The first thing to say is that with few exceptions, what's currently posted here was done between the ages of 13 and 15 (the majority of creation dates for what's up here range from January 1977 through March 1979). So on the one hand this was early work; but on the other, not much came after. This was pretty much my period as an artist, certainly of my heaviest output as one. I do ocassionally return to it, and am always pleased to find I haven't forgotten anything; I've just been off doing something else for a while.

None of this was done in art classes, it was all for personal enjoyment and expression. My training consisted of discussing ideas and techniques about art with big brother M., (he being a terrific artist- check the Paper Bag covers, ads, flyers, etc.); of reading books; and of just throwing myself in and seeing what I could do.



About a year before I started making my own art, I took a brief foray from building model kits into doing paint-by-number kits. One day M. saw me fooling around with one and explained to me how they mapped out the colors- they drew around the outlines of shade and color in the original and then reproduced the map, which you then painted in. He showed me an example of this by taking a pen to a picture in TV Guide and drawing patterns around the different shades. I thought this was fascinating. I didn't do anything with the information just then, but stored it away for later.

One very dark and stormy morning in September of '76, I was stuck in the library at school- I was to waste an hour in there each morning as part of a "special assignment". By the front door, they had a Xerox machine and a floor to ceiling shelving unit for magazines. First, I found myself leafing through the magazines; and I believe at one point I found something I liked in"Popular Photography" and tried to photocopy it. The result was disastrous; the copy was too light and you could barely see the picture. And of course I was out of change. I took it back to my seat and stared at it for a while, despondent. And then it struck me that I could have some fun with it by outlining the few remaining scattered bits of picture that had come out, as with a paint-by-number kit, and then fill in all the blank areas with whatever I wanted to.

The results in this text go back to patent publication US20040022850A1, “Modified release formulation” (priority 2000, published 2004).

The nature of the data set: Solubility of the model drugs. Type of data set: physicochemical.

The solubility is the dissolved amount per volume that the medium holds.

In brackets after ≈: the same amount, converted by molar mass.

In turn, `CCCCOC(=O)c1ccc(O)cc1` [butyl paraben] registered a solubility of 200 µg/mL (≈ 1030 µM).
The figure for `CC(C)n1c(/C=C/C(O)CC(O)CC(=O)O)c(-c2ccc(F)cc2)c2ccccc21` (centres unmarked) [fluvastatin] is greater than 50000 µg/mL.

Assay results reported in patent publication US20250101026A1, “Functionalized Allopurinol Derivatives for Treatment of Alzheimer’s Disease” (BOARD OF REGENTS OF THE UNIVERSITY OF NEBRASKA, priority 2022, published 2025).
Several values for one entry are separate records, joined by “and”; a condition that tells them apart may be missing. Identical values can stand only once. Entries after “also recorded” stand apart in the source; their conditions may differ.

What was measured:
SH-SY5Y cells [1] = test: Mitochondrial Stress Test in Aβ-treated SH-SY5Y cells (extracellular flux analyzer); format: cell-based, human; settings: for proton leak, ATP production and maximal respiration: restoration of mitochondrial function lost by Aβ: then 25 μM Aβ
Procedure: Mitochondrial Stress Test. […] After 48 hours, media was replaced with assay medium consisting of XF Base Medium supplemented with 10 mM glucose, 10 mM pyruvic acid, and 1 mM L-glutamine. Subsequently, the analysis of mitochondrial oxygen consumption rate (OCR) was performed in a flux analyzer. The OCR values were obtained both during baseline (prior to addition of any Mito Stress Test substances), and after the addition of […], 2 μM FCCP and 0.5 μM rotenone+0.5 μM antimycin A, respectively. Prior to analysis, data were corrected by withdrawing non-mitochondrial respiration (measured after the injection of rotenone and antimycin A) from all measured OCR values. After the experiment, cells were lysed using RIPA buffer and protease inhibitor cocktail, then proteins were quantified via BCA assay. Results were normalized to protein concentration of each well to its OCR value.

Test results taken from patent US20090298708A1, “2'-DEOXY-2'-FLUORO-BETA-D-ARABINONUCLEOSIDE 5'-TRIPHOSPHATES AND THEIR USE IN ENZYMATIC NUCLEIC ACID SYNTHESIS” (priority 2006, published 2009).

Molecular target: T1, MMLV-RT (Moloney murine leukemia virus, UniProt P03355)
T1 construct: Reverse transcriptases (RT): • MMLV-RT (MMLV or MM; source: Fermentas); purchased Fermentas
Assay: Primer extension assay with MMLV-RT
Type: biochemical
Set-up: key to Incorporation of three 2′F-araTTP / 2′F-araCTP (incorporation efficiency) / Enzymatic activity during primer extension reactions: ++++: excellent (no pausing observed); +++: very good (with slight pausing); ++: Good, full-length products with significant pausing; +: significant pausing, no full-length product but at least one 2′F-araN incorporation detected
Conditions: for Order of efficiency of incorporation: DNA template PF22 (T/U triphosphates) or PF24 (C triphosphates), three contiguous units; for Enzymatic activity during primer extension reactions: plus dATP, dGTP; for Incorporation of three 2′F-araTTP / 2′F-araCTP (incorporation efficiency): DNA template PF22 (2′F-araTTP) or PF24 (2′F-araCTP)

The result was dramatically good, way better than I possibly could have expected, and I knew I was onto something. Not only was I able to add new things to the picture in the blank spots, but even the parts of the picture that remained were radically changed by the outlining process, and could be taken into whatever strange territory I chose, there was nothing that said I had to leave things remotely photographic.

I'm not sure if it was that morning or later that I chose to call this thing a Xerograph. Xero for Xerox, Graph for picture. Eventually someone broke the news to me that there was already a similar process called Xerography used in animation; and so without skipping a beat I changed the X to a Z and the Zerograph was born. The sound of the word didn't change and the negative connotation struck me as funny.

I found there were two ground rules for producing a successful picture from this process. The first was that the worse the photocopy, the better the canvas. Obviously there were limits, you didn't want it to go completely white, but the point was to make sure that large portions of the original image didn't transfer. Hopefully only the highlights (or less) remained. Thankfully this was 1976 so that was no problem. (By 1978 photocopiers had advanced to the point where getting a poor enough quality reproduction had become a real problem- which was one of the reasons I stopped doing it. But back to the point...) The other thing was the choice of pens. I found that nothing but a certain type of free-flowing nylon-tipped fine point pen did the trick properly. It was called a Niji Stylist and my father could get them from work. I tried all sorts of other pens and either the ink or the point or something went wrong. Regular felt-tipped pens bled like water, offered no real control, ball-points required too much pressure, scratched the paper and smeared. The few sharp-tipped nylon pens they did have available had problems with the ink flow and would leave you scratching at the paper one minute and flooding it with unwanted ink the next. Useless. This was in the days before things like Pilots and Sharpies, there are a million things that would work all right today, but back then, these were it.

For the next couple of years then, I launched into doing these on a very consistent basis; you'll notice that some of the dates of creation on these pieces are within days of each other. I tried all sorts of variations: different colored inks, colored pencil, black on black (light and dark). I experimented with the source material, from altering the originals before they were photocopied, to using my own photographs and in one case my own hand and jacket.



And so, more than 20 years later, here's a good selection of my artwork. While this is early work, I'm still proud of it today. I hope you enjoy it.



Return to the Art Gallery

Return to the Greg Segal Home Page